Finally, you will learn to give the uniqueness of a college experience its appropriate value. Students at Bowdoin often speak disdainfully of "the Bowdoin bubble," mocking what they see as the unreality of academic life. But without protecting you at least in part from the pressures of adult life, the college would make it nearly impossible for you to think of learning as a form of deep play. For you to abandon yourselves to an unforeseeable future, you must be set apart from the concerns of a utilitarian present. Does this make the college a bubble, something that can be popped with the gentlest pin-prick? Not at all: this separation is, in fact, profoundly empowering, enabling you not to ignore reality, but eventually to embrace it with much greater inventiveness and resourcefulness. For in the end, it will have taught you to conceive of life outside the college as a further extension of the learning you do here: your entire life can become a form of deep play, of respectful defiance. The college separates you from what might seem to be real life to free you of the illusion that there has ever been, or could be, a self-contained thing we could call "reality" to which you must eventually submit. On the contrary, the life of learning suggests that the nature and significance of reality will always be up for grabs, that it has not yet achieved, and fortunately will never achieve, its final shape - that it is, at least in part, a field that you can transform in your future labors. The welcome to Bowdoin, if rightly understood, welcomes you not simply to this campus, or to your endeavor over the next few years, but to a way of life: it invites you ultimately to become a participant in the re-creation of the world, to become your own version of a gentle and respectful revolutionary.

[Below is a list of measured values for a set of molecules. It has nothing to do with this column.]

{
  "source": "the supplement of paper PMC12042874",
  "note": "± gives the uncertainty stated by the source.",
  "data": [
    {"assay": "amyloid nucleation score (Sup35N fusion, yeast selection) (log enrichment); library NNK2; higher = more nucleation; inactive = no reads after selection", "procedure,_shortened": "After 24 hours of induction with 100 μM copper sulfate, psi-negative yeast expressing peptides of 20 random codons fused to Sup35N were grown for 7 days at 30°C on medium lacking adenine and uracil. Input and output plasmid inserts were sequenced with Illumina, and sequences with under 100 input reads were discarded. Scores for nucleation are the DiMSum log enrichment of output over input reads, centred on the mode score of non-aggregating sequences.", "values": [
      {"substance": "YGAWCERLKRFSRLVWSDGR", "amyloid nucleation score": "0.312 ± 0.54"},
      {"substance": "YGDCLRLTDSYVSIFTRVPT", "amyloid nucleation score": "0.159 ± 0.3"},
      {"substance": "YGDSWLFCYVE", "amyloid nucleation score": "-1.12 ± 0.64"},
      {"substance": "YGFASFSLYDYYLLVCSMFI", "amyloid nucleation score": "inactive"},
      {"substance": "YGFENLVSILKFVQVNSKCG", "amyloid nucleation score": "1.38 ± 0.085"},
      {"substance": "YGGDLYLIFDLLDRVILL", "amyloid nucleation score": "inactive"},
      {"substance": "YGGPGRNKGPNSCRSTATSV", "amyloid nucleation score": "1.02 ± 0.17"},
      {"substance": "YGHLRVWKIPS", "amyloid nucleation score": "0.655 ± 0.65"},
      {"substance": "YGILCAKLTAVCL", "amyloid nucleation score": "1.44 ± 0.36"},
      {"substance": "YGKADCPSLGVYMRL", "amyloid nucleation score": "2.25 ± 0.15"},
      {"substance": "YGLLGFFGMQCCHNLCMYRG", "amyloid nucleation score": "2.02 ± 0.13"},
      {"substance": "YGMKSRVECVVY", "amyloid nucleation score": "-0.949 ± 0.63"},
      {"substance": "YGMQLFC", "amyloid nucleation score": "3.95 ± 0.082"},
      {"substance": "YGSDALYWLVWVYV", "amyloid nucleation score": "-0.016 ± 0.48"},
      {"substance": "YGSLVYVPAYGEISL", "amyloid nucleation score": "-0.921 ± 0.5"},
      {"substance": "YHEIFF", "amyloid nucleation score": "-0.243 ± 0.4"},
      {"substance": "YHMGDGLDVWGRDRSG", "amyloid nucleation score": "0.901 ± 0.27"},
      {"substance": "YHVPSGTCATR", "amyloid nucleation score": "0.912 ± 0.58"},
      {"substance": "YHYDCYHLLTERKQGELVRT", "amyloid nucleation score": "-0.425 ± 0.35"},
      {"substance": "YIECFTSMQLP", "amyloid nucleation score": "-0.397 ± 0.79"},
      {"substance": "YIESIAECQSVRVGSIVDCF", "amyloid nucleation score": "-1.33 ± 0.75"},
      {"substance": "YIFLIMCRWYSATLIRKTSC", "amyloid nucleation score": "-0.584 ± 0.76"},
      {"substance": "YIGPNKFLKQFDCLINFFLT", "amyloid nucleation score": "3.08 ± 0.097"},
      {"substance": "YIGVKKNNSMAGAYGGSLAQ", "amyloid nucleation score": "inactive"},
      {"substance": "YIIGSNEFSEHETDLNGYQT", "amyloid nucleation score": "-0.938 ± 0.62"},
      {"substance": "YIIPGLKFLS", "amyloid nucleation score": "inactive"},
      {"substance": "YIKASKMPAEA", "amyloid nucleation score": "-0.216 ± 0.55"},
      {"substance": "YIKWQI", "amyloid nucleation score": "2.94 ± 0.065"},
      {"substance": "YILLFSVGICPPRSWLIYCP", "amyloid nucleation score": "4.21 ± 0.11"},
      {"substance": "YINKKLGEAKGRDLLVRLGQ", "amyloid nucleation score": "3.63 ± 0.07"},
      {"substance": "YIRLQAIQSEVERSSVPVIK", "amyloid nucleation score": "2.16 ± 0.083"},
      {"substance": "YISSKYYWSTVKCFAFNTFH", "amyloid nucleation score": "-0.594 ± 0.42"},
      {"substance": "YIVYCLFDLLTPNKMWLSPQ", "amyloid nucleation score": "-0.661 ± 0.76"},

This, then, is my invitation to you: you have come to college to learn. Very well, then: learn. You've chosen to make a risky, perhaps even dangerous wager. You have chosen well. As you become aware of the costs of your choice, choose it again, and even more deliberately. When it seems as if you have lost your gamble, when you find yourself in darkness or in grief, keep going: never fear. If you do so, there is no saying what abundance might surprise you, what lives you might discover, what strange worlds might await you, what kind of society you might make possible. I am honored to be here with you today on the occasion of your great wager; welcome to the life of deep play.